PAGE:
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The Changing Landscape of Social Work

TrekWorld_Nicholas-Roerich_Kanchendzonga-1944

Recently I had the great opportunity to be a scholar-in-residence at The University at Buffalo’s School of Social Work.  For three days I met with students, faculty and staff to speak about emerging technologies ranging from Twitter to video games.  During one morning, Dean Nancy Smyth and I sat down for a series of informal discussions around various topics, and the University was kind enough to let me share these videos with you.  If you want to learn more about how I can come to your institution to do the same thing, please contact me.

How to Use Social Media and Technology to Develop a Personal Learning Network:

 

 

If I Don’t Use Social Media and Technology in Social Work Practice What Am I Missing?

 

 

Social Work is Changing:  Integrating Social Media and Technology Into Social Work Practice

 

 

 

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Mental Health: Yes, There’s an App for That..

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Nobody wants to be irrelevant, and many mental health practitioners want to try out new technologies like Apps, but how to choose?  Currently the App Store in iTunes makes available 835,440 different Apps, of which approximately 100,000 are categorized as lifestyle, medical or healthcare & fitness.  And Android users have just about as many to choose from according to AppBrain, which says there are a whopping 858870 as of today.  With so many to look at, how can a clinician keep current?  Hopefully we can help each other.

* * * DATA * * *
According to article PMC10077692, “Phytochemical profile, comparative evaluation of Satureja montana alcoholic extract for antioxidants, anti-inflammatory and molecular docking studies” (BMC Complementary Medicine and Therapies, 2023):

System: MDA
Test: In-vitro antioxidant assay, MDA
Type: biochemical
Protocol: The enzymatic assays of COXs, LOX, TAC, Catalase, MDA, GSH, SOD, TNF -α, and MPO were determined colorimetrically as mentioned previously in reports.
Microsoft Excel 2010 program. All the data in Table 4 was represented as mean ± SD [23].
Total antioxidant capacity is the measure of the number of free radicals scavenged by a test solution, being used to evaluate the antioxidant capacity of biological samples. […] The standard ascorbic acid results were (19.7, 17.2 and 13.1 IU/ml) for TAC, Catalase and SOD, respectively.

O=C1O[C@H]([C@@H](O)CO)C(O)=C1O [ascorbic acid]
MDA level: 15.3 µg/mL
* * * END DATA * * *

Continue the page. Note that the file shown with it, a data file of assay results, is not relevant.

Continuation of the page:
Instead of writing the occasional “Top 10 Post,” I’m setting up a site for you to visit and review different Apps.  I’ll review some too, and hopefully by crowd sourcing we can get a sense of what are some of the best.  I’ll need Android users to weigh in heavy, as I will be test-driving Apple products alone.

Why have I decided to do this?  Several reasons, the complicated one first:

1. Web 2.0 is interactive.  We forget that, even those of us who are trying to stay innovative.  We keep thinking we need to get on the podium and deliver lectures, information, content.  And to a degree that is true, but we can easily slide back to the old model of doing things.  That’s what you see in a lot of our well-intentioned “Top 10 App” posts and articles.  Recently I found myself trying to explain on several occasions why doing a lecture or post on the best Apps for Mental Health didn’t sit right with me.  Part of it was because Apps are put out there so fast, and then surpassed by other apps, that it becomes a bit like Project Runway:  “One day you’re in, the next day you’re out.”

I was getting trapped behind that podium again, until I realized that we don’t need another post about the top 10 mental health apps, we need an interactive platform.  I need to stop acting as if I’m the only one responsible for delivering content, and you need to break out of the mold of passive recipient of information.  I’m sure that many of my colleagues have some suggestions for apps that are great for their practice, and I’m hoping that you all share.  Go to the new site, check out some of the ones I mentioned, and then add your own reviews.  Email me some apps and I’ll try ‘em and add them to the site.  Let’s create something much better than a top 10 post with an expiration date, let’s collaborate on a review site together.  Which brings me to: